Last week, Greg Hadfield introduced the Open Data Cities conference, and explained the thinking behind it. Now, I’d like to point out some of the great things happening with geographic data that tie in with the conference’s theme. This Year’s Geovation Challenge from the Ordnance Survey is up and running, and Greg has written about the importance of geographic data for cities over on their blog. The current challenge will have been completed before April’s conference, so this is the time to consider your location-based apps.
This year’s challenge asks: ‘How can we transform neighbourhoods in Britain together?’
As with previous GeoVation Challenges we are looking for great ideas that address the identified problems using geography, technology and design. Ordnance Survey will be offering a slice of £115,000 in development funding for best use of our data, including OS OpenData and OS OpenSpace.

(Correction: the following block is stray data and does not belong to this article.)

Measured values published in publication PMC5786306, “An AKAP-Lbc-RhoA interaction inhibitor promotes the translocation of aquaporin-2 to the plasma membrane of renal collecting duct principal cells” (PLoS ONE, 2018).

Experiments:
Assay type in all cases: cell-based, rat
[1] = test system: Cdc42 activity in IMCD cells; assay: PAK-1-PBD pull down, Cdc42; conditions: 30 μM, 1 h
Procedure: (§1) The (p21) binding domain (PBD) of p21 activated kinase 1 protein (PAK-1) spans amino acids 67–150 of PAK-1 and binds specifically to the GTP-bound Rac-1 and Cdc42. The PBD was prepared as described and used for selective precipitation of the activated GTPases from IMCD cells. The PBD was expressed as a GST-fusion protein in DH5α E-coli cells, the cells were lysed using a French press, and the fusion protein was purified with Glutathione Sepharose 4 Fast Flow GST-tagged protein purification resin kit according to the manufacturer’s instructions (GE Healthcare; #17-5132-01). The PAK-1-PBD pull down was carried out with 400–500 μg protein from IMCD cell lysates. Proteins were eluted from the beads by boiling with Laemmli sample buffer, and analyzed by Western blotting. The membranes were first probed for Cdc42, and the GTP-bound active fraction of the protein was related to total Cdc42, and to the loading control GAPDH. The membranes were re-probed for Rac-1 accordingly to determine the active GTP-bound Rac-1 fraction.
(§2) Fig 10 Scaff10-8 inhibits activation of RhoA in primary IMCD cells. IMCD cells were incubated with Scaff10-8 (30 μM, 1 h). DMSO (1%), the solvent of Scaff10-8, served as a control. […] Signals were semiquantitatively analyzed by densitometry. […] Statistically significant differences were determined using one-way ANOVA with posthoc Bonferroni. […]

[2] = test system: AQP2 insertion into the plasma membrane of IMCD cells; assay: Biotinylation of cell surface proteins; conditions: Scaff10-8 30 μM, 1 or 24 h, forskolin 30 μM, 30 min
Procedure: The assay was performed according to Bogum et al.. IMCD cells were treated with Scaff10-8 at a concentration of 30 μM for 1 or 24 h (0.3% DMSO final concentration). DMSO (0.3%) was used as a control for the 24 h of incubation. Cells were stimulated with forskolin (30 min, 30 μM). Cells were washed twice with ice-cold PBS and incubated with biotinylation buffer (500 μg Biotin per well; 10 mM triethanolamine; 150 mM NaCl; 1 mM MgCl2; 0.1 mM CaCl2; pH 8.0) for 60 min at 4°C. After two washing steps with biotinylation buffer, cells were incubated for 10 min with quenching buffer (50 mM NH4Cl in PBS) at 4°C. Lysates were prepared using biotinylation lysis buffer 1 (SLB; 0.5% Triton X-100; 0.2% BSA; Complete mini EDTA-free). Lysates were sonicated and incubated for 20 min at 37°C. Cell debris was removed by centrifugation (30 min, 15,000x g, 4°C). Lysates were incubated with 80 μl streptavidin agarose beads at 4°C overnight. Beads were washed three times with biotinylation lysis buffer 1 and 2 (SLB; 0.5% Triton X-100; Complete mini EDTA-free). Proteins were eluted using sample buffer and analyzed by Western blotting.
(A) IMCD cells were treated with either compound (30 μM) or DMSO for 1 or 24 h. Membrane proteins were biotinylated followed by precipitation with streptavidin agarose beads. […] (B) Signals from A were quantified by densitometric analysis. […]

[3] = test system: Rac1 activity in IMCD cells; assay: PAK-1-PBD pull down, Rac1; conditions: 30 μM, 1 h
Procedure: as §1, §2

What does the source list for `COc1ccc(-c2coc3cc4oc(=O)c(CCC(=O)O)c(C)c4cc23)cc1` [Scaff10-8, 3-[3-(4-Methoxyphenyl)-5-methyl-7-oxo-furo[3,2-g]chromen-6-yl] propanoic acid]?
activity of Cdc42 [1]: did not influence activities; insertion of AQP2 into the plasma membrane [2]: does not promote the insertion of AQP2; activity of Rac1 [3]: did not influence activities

The challenge runs to 28 March and the best ideas will be invited to a weekend GeoVation Camp in Southampton from18 – 20 May 2012. The finalists from this camp will be invited to a GeoVation Showcase on 20 June 2012 to pitch for a share of the funding.
It sounds like a solid, wide-ranging challenge with plenty of room for different perspectives on improving neighbourhoods, and I’m looking forward to reading up on the challengers later this spring. Previous winners—full list here—have tackled problems ranging from exploring history and sourcing ethical food, through to planning cycling journeys and fixing the streets.
These projects resonate strongly with Kasabi, because so many applications feed on geographic data. As an example, John Goodwin has used our platform for a range of datasets from Ordnance Survey (interviewed here on the blog), and has created a series of data mash-ups for specific locations.
If you have answers to this year’s question, you really should consider entering the GeoVation challenge, and also coming along to chat with us and the OS in April. Ordnance Survey’s Ian Holt will also be speaking at the conference. If you’d like to share your ideas, or get some help using Kasabi, email me or leave a comment below.
Kasabi is sponsoring the Open Data Cities Conference, which will be in Brighton on 20 April, and tickets cost £149—or £100 if you order before 1 March.